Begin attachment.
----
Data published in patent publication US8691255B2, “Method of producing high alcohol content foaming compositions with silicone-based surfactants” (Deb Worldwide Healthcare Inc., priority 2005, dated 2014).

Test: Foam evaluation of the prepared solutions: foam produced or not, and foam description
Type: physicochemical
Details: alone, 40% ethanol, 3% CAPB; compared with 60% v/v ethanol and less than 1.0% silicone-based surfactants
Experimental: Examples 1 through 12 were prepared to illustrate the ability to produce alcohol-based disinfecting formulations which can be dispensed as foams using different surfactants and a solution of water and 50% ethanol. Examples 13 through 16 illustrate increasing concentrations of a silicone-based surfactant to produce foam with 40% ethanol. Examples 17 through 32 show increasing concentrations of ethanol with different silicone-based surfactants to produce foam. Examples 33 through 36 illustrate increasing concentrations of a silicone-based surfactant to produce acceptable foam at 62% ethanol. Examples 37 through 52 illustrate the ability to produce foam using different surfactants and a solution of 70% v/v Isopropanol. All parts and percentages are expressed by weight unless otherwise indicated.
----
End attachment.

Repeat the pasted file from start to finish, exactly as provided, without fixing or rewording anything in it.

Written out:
Data published in patent publication US8691255B2, “Method of producing high alcohol content foaming compositions with silicone-based surfactants” (Deb Worldwide Healthcare Inc., priority 2005, dated 2014).

Test: Foam evaluation of the prepared solutions: foam produced or not, and foam description
Type: physicochemical
Details: alone, 40% ethanol, 3% CAPB; compared with 60% v/v ethanol and less than 1.0% silicone-based surfactants
Experimental: Examples 1 through 12 were prepared to illustrate the ability to produce alcohol-based disinfecting formulations which can be dispensed as foams using different surfactants and a solution of water and 50% ethanol. Examples 13 through 16 illustrate increasing concentrations of a silicone-based surfactant to produce foam with 40% ethanol. Examples 17 through 32 show increasing concentrations of ethanol with different silicone-based surfactants to produce foam. Examples 33 through 36 illustrate increasing concentrations of a silicone-based surfactant to produce acceptable foam at 62% ethanol. Examples 37 through 52 illustrate the ability to produce foam using different surfactants and a solution of 70% v/v Isopropanol. All parts and percentages are expressed by weight unless otherwise indicated.